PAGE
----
In most cases, these are the only real structures allowing for a minimum amount of order and keeping vital infrastructure working. By not funding them, so that the KLA-appointed local governments cannot produce the goods for the people, the UN-NATO administrators aim to discredit these leaders.
The October 17 Washington Post cynically claimed, "The KLA unrealistically raised expectations that it could get things done". Because no money is going to the Provisional Government, "Resentment has rebounded on [Hashim] Thaqi's government".
The UN has been very slow getting its own structures into place. One thing contributing to the atmosphere of impunity is that the UN has inherited the justice system of the Serbian regime, which the Kosovan population refuses to recognise. The UN refuses to recognise the ad hoc justice system set up by the Provisional Government, or to work with it to devise a new system, because this would compromise its aim of maintaining Kosova as part of Yugoslavia, despite the wishes of the population.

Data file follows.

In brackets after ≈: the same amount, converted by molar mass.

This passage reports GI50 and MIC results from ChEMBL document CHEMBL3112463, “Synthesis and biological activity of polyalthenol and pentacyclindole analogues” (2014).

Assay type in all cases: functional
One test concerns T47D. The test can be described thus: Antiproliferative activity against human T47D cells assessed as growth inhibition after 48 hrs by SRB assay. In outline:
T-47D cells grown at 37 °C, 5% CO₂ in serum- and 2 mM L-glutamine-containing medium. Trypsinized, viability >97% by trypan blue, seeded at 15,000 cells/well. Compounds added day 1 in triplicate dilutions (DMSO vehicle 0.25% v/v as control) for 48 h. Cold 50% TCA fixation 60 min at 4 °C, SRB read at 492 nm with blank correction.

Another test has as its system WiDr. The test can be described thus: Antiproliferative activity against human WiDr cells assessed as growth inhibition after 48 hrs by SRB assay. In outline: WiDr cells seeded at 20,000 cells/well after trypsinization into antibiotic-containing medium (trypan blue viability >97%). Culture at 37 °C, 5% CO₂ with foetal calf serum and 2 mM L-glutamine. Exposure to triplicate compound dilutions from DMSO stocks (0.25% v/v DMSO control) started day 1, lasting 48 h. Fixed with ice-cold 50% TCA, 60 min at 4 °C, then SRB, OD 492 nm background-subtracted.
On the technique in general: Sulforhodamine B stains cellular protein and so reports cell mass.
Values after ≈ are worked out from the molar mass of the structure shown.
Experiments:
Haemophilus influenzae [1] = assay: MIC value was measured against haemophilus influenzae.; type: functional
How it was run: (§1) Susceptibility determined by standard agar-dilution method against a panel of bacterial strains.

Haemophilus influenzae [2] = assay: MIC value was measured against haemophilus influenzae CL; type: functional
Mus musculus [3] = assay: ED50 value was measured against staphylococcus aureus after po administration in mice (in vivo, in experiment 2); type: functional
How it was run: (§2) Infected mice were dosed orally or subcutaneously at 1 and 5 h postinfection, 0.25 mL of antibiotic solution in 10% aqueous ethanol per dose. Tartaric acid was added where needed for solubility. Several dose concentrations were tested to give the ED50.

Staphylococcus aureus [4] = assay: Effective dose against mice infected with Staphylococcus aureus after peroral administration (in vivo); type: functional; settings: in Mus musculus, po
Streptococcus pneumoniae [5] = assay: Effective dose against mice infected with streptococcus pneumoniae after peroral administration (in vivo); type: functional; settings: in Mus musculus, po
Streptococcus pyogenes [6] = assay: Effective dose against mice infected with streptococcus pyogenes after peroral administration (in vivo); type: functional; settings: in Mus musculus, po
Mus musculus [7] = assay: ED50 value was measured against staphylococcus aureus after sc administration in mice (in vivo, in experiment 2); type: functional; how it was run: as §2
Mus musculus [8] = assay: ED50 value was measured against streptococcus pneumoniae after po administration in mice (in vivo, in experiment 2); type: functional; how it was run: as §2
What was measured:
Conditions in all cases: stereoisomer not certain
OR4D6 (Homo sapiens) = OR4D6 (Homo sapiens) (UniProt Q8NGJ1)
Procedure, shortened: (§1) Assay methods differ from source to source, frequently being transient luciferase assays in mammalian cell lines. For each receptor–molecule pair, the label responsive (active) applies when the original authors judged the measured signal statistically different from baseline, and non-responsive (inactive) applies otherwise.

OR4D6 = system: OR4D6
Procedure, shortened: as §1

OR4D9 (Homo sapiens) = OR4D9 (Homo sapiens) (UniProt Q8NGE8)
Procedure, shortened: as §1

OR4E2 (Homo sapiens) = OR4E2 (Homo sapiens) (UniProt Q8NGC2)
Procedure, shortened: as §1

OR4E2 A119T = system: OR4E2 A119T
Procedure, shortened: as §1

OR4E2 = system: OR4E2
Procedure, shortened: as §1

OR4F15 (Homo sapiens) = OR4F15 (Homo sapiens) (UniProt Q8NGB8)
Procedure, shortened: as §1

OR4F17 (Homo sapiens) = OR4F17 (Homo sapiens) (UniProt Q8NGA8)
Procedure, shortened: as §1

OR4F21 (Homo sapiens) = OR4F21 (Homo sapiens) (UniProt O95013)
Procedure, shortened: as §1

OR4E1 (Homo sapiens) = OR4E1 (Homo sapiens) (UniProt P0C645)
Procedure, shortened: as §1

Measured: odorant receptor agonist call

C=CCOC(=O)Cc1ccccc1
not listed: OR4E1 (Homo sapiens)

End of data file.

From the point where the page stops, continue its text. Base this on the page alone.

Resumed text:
Meanwhile, Kosova continues to await the very slow arrival of more international police. As one KLA leader said, the UN "keep saying they're in charge, but they're doing next to nothing. At the same time, we're to blame for everything."
There are some attempts to begin incorporating local forces into new state structures, heavily controlled by the UN. The need to coopt some former KLA cadres, to pacify them, is behind the setting up of the Kosova Protection Force (KPC) when the KLA was disbanded.
The KLA viewed the end of the liberation army as the time to set up a normal army of Kosova. However, there will be no army, because the colonial administration views this as a step towards independence.
The KPC is completely disarmed, under UN control. Its role will be to fight natural disasters and the like — UN governor Bernard Kouchner likened it to the French civil service. It will not even direct traffic! At least 10% of its members must consist of minorities.